Star Trek: Deep Space Nine was partially created as a response to the criticisms that Star Trek: The Next Generation was largely free of conflict. As amazing as DS9 was, it is still interesting to wonder what would have happened if Paramount execs decided to go the other way and instead embraced the shiny happy ethos of the Enterprise-D crew. No doubt the results would have been something resembling what you see above. When Patrick Stewart hosted in 1994, this “Love Boat: The Next Generation” sketch was the episode’s breakout moment (though another skit devoted to erotic cakes came pretty close). There’s much about this that is perfect — the inane Data dialogue, Phil Hartman as Worf, the inclusion of Charo, the Bernie Kopell cameo, etc. — yet the greatest revelation of this is how it manages to actually give Troi a purpose. It’s worth noting that a few years after this sketch aired, the UPN network premiered The Love Boat: The Next Wave. Clearly it was canceled due to a severe lack of shuffleboard-playing Worf awesomeness.

7) Frodo and Gollum

In 2003, viewers were given a glimpse into what a Laverne & Shirley-esque sitcom starring Frodo Baggins and Gollum would be like when Elijah Wood hosted. Sadly there’s only a brief clip available online (thanks NBC!), but suffice to say that if Wood ever gets tired of his Wilfred gig a Frodo and Gollum show should been greenlit immediately.

6) Batman Digital Short

Just as Luke and Leia incest jokes are tired, gags about what a freak the Caped Crusader is have been done to death. A Batman joke involving Steve Buscemi however is another manner entirely. In this digital short from last year, Buscemi plays a harried Commissioner Gordon whose life is constantly interrupted by the unexpected arrival of Batman. As the Dark Knight intrudes on Gordon’s most intimate moments, Buscemi’s performance reaches Basil Fawlty heights of annoyance. It is a gift to watch, and one that elevates average jokes into something really memorable.

5) Astronaut Jones

Brian Fellow’s Safari Planet fans will probably disagree, but to me there was no finer Tracy Morgan recurring SNL sketch than Astronaut Jones. Bookended by a Rat Pack-influenced title song and vanity credits that would make Chuck Lorre pause, each installment more or less followed the template of having Jones (a hornier version of Captain Kirk, if you can imagine such a thing) encounter sexy aliens who wanted nothing more than to knock some space boots. Were the Astronaut Jones sketches one note and repetitive? Hell yes, but you were too busy laughing to care.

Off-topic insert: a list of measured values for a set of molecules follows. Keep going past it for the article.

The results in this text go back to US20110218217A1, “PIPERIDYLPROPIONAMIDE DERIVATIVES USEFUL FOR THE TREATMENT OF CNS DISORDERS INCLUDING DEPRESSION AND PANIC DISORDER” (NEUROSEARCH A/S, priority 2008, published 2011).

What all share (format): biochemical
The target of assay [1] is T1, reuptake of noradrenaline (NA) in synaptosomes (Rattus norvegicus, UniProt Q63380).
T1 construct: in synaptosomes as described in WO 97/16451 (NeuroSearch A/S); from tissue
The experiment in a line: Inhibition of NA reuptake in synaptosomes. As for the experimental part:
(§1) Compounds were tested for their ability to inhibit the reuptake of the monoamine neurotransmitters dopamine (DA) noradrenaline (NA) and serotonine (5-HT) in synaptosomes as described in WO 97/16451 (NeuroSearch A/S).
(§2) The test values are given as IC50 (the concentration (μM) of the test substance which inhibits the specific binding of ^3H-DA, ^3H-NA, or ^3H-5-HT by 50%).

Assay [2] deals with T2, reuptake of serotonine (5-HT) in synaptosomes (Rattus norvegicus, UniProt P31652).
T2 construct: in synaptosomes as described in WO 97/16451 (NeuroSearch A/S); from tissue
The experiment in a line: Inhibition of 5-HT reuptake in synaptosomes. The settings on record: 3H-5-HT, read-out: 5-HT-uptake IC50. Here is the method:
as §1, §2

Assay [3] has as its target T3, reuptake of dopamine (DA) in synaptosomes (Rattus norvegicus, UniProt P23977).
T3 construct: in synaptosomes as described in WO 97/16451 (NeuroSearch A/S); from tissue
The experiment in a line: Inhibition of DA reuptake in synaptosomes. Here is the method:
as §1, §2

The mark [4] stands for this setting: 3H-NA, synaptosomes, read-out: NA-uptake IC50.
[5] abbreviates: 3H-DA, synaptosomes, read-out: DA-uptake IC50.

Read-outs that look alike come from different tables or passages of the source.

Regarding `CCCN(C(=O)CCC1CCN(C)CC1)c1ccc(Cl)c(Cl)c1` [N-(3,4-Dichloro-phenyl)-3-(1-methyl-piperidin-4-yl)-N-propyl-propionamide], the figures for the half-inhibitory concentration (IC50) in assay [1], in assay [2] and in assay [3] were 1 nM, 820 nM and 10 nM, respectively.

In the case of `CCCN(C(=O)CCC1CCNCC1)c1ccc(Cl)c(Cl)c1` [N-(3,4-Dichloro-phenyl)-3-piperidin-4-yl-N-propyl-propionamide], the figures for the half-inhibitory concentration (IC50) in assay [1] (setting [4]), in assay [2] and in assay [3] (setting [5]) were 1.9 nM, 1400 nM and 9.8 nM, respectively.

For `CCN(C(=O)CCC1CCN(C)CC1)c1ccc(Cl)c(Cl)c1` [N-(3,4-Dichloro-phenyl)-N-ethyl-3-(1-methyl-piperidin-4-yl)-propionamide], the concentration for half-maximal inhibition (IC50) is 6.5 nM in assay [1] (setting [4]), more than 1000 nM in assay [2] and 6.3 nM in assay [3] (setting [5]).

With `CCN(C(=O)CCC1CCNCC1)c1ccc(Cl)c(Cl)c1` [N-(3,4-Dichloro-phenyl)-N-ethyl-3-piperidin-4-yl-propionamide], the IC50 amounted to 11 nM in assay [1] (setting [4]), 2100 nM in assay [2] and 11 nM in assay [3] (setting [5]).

4) Nick Winter’s Star Wars

Hands up if you now sing these Bill Murray lyrics in your head every time John Williams’ Star Wars theme plays. Yep, me too.

3) Alienses

Like The Empire Strikes Back before it, James Cameron’s Aliens is a rare example of a science fiction sequel that improves on its predecessor. When Sigourney Weaver hosted Saturday Night Live in 1986, she did the impossible by starring in a sketch that showed the only way Aliens could have been made even better. For those who haven’t seen it, let’s just say that E.T. and bloodshed are involved.

2) Planet of the Apes Opening Credits

When Charlton Heston hosted in 1993, the writing staff used the opportunity to create the most ambitious sci-fi sketch in SNL history by filming a shot-for-shot remake of the opening credits with the cast in full Planet of the Apes makeup (the premise of the gag was that Heston was a human slave who was captured and forced to entertain the masses, as was the show’s musical guest, singing human Paul Westerberg). The monologue is featured above, and you can check out the intro here. The commitment to a joke on display here is the sort of thing Saturday Night Live doesn’t do nearly enough of. As for Apes fanatics, this sketch gets them whipped into a fervor of “It’s a madhouse!” proportions every time they think of it.

1) Get a Life

Written by Robert Smigel of Triumph the Insult Comic Dog fame, this infamous sketch is nothing short of the greatest takedown of nerds ever. What I’d like to know is exactly how much input Shatner had into its creation. Given how natural his performance is here and the fact that he later named an autobiography Get a Life!, I’m guessing a significant amount (it’s easy to imagine the folks at Paramount showing this sketch to every new Trek cast member in preparation for the sorts of nonsense they would have to endure once they hit the convention circuit). While nerds enjoyed this because it hit so close to home, everyone else relished how relatable it made Shatner seem. Interesting enough, this six-minute clip says more about the human condition than the entirety of Star Trek‘s original run. Of course, there are many of you wonderful geeks who will argue this point with me in the comments. Which just makes this clip all the more biting, funny and true.

About Author

Chris Cummins is a pop culture writer and Archie comics historian who has contributed to The Robot's Voice, Den of Geek US, Philebrity, Geekadelphia, Uproxx, and Unicorn Booty. He is the co-producer and co-host of Nerd Nite Philadelphia, and is regularly involved in producing and hosting New York Super Week events. In 2014, Chris began Sci-Fi Explosion, a mix of live performance, trivia and funny clips celebrating the weirdest in science fiction that regularly travels around the United States. He wrote the introductions to the compilations Archie's Favorite Comics From The Vault and (with Paul Castiglia) Archie's Favorite High School Stories. You can find Chris on Twitter at @bionicbigfoot and @scifiexplosion.